What is Cookie Hijacking?
As the name indicates, this attack is a hijack of cookies. Cookies are small text files that are created by the server and sent to the client with each page request. The main purpose of cookies is to make browsing easier for you by providing various types of information to websites such as your name, address, and search preferences so that they can customize your browsing experience based on your past visits. For example, Gmail will fill in certain suggestions automatically as soon as you start typing in a new message, without requiring you to dig through the Edit menu again and again.
- Many popular websites have been affected by cookie hijacking. For instance, Flickr has been hit by a script that steals users’ passwords and sends them to an attacker’s email address.
- This malicious code is then executed by the victim’s browser when they visit the infected site; it will display an endless series of popups that may be used for phishing purposes to steal your login credentials or other sensitive information.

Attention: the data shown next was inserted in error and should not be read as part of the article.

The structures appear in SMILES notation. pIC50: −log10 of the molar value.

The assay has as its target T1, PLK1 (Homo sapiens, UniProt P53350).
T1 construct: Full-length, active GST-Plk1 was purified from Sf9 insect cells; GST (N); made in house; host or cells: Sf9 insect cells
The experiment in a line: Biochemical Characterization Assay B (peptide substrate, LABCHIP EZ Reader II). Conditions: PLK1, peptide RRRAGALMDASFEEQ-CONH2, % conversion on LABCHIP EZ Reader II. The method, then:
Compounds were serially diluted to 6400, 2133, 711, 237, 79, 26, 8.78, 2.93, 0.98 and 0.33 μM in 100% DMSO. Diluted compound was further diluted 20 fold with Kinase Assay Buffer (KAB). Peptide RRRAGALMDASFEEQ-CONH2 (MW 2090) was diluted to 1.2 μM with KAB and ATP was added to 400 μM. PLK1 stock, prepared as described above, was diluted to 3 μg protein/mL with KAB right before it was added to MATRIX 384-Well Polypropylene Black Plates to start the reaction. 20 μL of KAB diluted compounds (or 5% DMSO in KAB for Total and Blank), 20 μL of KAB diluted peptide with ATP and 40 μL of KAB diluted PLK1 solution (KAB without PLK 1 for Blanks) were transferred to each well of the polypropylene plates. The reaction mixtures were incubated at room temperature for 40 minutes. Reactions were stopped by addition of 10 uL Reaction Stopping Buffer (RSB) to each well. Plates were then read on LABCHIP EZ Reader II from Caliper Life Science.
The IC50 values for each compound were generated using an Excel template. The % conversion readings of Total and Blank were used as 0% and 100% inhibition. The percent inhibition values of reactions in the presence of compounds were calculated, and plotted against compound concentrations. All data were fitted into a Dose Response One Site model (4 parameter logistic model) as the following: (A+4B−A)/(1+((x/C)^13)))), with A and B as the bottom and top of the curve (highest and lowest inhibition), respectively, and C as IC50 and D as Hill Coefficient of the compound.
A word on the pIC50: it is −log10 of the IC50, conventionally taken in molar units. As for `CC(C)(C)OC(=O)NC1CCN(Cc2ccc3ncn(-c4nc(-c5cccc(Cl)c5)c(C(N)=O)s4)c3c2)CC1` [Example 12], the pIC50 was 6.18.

- In addition, some sites have also been modified so that they harvest cookie data from unsuspecting visitors without requiring them to provide their login credentials first.
- Cookie hijacking is a stealthy attack. It can take place without the victim knowing anything about it because the browser will send cookies automatically to any website the user navigates to. Most computer users do not realize the importance of protecting their cookies, which is why they often fall victim to such attacks.
- Cookie hijacking attacks are hard to detect because they use seemingly authentic-looking emails or advertisements with malicious code embedded in them to spread from one user to another over time. There is no need for a hacker’s malicious server; these attacks can be carried out entirely by leveraging popular websites and email servers that people use daily for legitimate purposes as well.
- In certain cases, the attacker can do more than just steal your login credentials or other sensitive information. He can also install malicious software on your computer, make you interact with phishing sites that may attack you with ransomware, or even make you visit phony pornographic websites and more.
Cookie hijacking is a serious threat that is often left unnoticed. If you are worried about such attacks on your computer, consider installing anti-malware software or activating the “Do Not Track” feature in your browser that protects you from cookie hijacking attacks.
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